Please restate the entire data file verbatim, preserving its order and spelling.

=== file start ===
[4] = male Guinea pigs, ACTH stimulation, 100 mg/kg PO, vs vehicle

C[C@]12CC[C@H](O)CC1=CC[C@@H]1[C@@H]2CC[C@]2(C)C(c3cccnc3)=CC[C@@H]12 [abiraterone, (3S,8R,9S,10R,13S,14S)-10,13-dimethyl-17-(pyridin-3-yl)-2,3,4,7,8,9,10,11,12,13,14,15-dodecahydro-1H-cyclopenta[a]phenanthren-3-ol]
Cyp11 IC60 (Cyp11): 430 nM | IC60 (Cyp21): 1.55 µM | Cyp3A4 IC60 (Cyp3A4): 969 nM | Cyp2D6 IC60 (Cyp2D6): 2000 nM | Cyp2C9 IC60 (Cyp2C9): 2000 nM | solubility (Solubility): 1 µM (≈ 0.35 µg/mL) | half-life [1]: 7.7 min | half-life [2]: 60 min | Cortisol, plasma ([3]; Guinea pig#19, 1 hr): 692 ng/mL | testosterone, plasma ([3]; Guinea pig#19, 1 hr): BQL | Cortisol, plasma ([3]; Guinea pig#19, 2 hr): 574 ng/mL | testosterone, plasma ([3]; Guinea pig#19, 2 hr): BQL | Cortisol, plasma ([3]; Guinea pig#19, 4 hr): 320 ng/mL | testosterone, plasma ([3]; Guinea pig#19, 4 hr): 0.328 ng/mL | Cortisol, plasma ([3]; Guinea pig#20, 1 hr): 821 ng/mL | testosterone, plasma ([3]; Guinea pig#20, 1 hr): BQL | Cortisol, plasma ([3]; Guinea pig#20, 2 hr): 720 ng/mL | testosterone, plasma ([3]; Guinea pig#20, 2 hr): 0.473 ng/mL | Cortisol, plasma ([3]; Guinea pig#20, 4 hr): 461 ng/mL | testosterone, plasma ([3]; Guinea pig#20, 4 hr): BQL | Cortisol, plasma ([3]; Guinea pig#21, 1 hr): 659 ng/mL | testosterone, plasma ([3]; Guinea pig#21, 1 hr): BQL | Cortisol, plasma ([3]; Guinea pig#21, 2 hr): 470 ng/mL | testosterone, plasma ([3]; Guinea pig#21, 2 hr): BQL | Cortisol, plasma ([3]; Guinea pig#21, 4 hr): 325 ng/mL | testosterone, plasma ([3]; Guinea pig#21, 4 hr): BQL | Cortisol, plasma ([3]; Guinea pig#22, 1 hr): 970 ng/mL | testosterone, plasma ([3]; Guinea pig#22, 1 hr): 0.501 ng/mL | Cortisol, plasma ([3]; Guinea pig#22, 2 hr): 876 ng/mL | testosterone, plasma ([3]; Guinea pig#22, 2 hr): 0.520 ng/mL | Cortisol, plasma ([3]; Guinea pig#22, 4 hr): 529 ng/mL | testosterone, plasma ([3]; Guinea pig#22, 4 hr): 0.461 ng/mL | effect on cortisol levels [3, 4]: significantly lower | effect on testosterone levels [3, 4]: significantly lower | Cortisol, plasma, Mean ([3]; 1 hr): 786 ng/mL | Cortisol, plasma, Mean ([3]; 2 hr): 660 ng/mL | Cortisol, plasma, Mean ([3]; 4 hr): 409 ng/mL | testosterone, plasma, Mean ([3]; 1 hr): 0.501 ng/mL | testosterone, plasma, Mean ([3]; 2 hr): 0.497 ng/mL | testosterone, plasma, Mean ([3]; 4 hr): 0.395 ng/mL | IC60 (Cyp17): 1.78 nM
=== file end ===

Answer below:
[4] = male Guinea pigs, ACTH stimulation, 100 mg/kg PO, vs vehicle

C[C@]12CC[C@H](O)CC1=CC[C@@H]1[C@@H]2CC[C@]2(C)C(c3cccnc3)=CC[C@@H]12 [abiraterone, (3S,8R,9S,10R,13S,14S)-10,13-dimethyl-17-(pyridin-3-yl)-2,3,4,7,8,9,10,11,12,13,14,15-dodecahydro-1H-cyclopenta[a]phenanthren-3-ol]
Cyp11 IC60 (Cyp11): 430 nM | IC60 (Cyp21): 1.55 µM | Cyp3A4 IC60 (Cyp3A4): 969 nM | Cyp2D6 IC60 (Cyp2D6): 2000 nM | Cyp2C9 IC60 (Cyp2C9): 2000 nM | solubility (Solubility): 1 µM (≈ 0.35 µg/mL) | half-life [1]: 7.7 min | half-life [2]: 60 min | Cortisol, plasma ([3]; Guinea pig#19, 1 hr): 692 ng/mL | testosterone, plasma ([3]; Guinea pig#19, 1 hr): BQL | Cortisol, plasma ([3]; Guinea pig#19, 2 hr): 574 ng/mL | testosterone, plasma ([3]; Guinea pig#19, 2 hr): BQL | Cortisol, plasma ([3]; Guinea pig#19, 4 hr): 320 ng/mL | testosterone, plasma ([3]; Guinea pig#19, 4 hr): 0.328 ng/mL | Cortisol, plasma ([3]; Guinea pig#20, 1 hr): 821 ng/mL | testosterone, plasma ([3]; Guinea pig#20, 1 hr): BQL | Cortisol, plasma ([3]; Guinea pig#20, 2 hr): 720 ng/mL | testosterone, plasma ([3]; Guinea pig#20, 2 hr): 0.473 ng/mL | Cortisol, plasma ([3]; Guinea pig#20, 4 hr): 461 ng/mL | testosterone, plasma ([3]; Guinea pig#20, 4 hr): BQL | Cortisol, plasma ([3]; Guinea pig#21, 1 hr): 659 ng/mL | testosterone, plasma ([3]; Guinea pig#21, 1 hr): BQL | Cortisol, plasma ([3]; Guinea pig#21, 2 hr): 470 ng/mL | testosterone, plasma ([3]; Guinea pig#21, 2 hr): BQL | Cortisol, plasma ([3]; Guinea pig#21, 4 hr): 325 ng/mL | testosterone, plasma ([3]; Guinea pig#21, 4 hr): BQL | Cortisol, plasma ([3]; Guinea pig#22, 1 hr): 970 ng/mL | testosterone, plasma ([3]; Guinea pig#22, 1 hr): 0.501 ng/mL | Cortisol, plasma ([3]; Guinea pig#22, 2 hr): 876 ng/mL | testosterone, plasma ([3]; Guinea pig#22, 2 hr): 0.520 ng/mL | Cortisol, plasma ([3]; Guinea pig#22, 4 hr): 529 ng/mL | testosterone, plasma ([3]; Guinea pig#22, 4 hr): 0.461 ng/mL | effect on cortisol levels [3, 4]: significantly lower | effect on testosterone levels [3, 4]: significantly lower | Cortisol, plasma, Mean ([3]; 1 hr): 786 ng/mL | Cortisol, plasma, Mean ([3]; 2 hr): 660 ng/mL | Cortisol, plasma, Mean ([3]; 4 hr): 409 ng/mL | testosterone, plasma, Mean ([3]; 1 hr): 0.501 ng/mL | testosterone, plasma, Mean ([3]; 2 hr): 0.497 ng/mL | testosterone, plasma, Mean ([3]; 4 hr): 0.395 ng/mL | IC60 (Cyp17): 1.78 nM